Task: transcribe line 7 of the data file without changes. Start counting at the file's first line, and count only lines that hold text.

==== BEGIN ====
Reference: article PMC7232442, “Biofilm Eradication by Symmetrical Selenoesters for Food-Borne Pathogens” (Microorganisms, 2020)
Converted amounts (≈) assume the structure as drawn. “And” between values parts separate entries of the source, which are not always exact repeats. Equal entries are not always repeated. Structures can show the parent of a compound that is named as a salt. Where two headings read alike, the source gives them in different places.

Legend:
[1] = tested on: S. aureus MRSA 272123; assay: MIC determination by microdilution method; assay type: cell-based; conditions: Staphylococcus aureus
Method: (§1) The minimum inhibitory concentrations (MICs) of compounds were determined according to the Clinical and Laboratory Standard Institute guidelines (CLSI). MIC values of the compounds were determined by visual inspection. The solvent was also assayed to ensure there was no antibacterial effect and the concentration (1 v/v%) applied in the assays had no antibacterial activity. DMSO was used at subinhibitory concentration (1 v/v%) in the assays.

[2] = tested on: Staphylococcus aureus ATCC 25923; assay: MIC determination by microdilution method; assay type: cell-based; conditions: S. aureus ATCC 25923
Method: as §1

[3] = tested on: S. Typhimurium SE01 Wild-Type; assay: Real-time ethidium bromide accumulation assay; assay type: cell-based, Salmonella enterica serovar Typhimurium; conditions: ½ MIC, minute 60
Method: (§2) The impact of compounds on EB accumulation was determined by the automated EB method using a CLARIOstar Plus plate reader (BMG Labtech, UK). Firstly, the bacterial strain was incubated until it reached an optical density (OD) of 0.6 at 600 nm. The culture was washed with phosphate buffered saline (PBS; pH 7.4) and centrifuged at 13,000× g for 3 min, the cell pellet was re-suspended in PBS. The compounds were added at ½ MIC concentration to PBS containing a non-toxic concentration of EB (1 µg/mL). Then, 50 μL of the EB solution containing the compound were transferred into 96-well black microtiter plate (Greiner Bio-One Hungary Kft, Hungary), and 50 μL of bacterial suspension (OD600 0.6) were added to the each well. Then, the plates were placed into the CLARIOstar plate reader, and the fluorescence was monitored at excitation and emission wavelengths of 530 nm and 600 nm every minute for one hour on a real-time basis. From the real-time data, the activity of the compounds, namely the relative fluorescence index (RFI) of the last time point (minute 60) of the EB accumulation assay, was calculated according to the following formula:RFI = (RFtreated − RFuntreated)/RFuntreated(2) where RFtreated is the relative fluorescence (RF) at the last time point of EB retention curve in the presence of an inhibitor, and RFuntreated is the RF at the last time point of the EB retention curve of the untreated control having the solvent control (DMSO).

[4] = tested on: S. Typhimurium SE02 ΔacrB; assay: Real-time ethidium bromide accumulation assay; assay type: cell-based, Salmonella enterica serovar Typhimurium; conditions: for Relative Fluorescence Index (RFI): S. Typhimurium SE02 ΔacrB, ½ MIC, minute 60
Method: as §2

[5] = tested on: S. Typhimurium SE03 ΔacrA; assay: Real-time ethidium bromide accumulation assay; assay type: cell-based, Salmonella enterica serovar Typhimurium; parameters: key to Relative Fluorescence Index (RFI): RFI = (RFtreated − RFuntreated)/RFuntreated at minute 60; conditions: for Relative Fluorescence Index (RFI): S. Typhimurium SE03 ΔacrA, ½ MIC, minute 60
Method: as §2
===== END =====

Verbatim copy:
Method: as §1